How do you quantify self-improvement?

Say you have some goals (or "resolutions", in the case of the new year)... How do you measure progress toward success? Goals are much easier to actually accomplish if you break it into steps. I haven't done the Googling, but I assume tapering with the help of patches or nicotine gum is a much more successful method of smoking cessation than cold turkey. Fitness improvements are almost by definition something to work toward one step at a time -- you can't just go from the couch to running a marathon, you need to run around the block first.

This all came about from me lying in bed thinking about some things I'd like to accomplish this year and trying to come up with ways to keep track of my paths toward them. A lot of this is based on my use of the Physics Diet web site for tracking my weight. Even when I'm not succeeding, I love having the data in front of me. I can forgive myself a big red spike if I then come back with some green afterward.

I want something like that for other goals, so I started bending my brain around it a little. Physics Diet depends on daily weight and body fat measurements, and each day your "goal" (in most cases, at least) is to weigh less than you did the day before. How do you break other types of goals into similarly measurable "micro-goals".

I think the main crux is how you formulate your goal.

Suppose I want to be able to run ten kilometers this year. The first step is to get out and run - period. That means running once in this next week is an improvement from the previous state of not running at all. Then if I get to the point where I am running consistently three days a week, I need to change my metric to something like distance covered or even time if my distance covered is the same as before. Obviously, this just got a lot more complex than a weight chart...

At least there are still obvious metrics, though - in the example above you have frequency, distance, and time. All of which you can easily measure and compare. You might even be able to make a pretty chart/graph to show progress/regression. Even without the chart I could track progress in each of the metrics and use that data to motivate myself toward my originally stated goal of running 10k within my time frame.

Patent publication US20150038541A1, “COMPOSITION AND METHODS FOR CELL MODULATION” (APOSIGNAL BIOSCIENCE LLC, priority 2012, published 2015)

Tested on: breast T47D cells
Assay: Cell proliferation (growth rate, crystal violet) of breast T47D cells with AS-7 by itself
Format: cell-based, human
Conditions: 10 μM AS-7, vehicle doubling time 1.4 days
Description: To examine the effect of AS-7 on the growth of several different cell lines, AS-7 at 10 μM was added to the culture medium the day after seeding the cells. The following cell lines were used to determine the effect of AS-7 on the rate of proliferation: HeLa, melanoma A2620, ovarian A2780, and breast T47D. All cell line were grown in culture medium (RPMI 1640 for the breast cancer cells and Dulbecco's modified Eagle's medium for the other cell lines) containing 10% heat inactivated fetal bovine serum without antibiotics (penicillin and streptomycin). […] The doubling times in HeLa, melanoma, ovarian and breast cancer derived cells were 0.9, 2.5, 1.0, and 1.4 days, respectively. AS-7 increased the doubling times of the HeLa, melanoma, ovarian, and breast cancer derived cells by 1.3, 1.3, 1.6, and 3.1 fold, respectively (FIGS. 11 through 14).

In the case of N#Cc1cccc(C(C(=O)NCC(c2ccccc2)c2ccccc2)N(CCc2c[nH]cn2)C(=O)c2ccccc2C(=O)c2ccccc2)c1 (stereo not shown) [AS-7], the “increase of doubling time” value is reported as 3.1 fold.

Here's another one: I want to learn to play my Fluke ukulele. How the heck do I "chunkify" something like that? Well, I could rephrase the goal to something more like "I want to practice the ukulele every day." That give me the frequency metric again. I could also perhaps measure a duration metric, too. Those will definitely be helpful to me at the start, but after a while two hours of plinking tunelessly will become a disappointment, and it's a big jump from counting how often I practice to counting something like songs I've learned to play....

Perhaps this illustrates a lack of knowledge -- I might not actually understand what it takes to reach my goal.

Maybe that's OK, though. Maybe tracking data on these small metrics is just a way to get me off the ground for some goals, while with others - like running or other fitness goals - it could be a long-lasting habit.

Besides, there are other things to track. Perhaps some goals are better broken into a sequential checklist of milestones -- when you can check something off, you have made progress. This sort of goal wouldn't really have backwards progress, I suppose, aside from stalling out on time.

What do you think? Is this likely to be a useful tack for achieving goals? Am I just using the idea of tracking data as a procrastination tool? (Thanks to my experience with Physics Diet, I'm quite certain this isn't the case. Tracking measurements takes very little effort and thinking out your goals is never a bad thing.)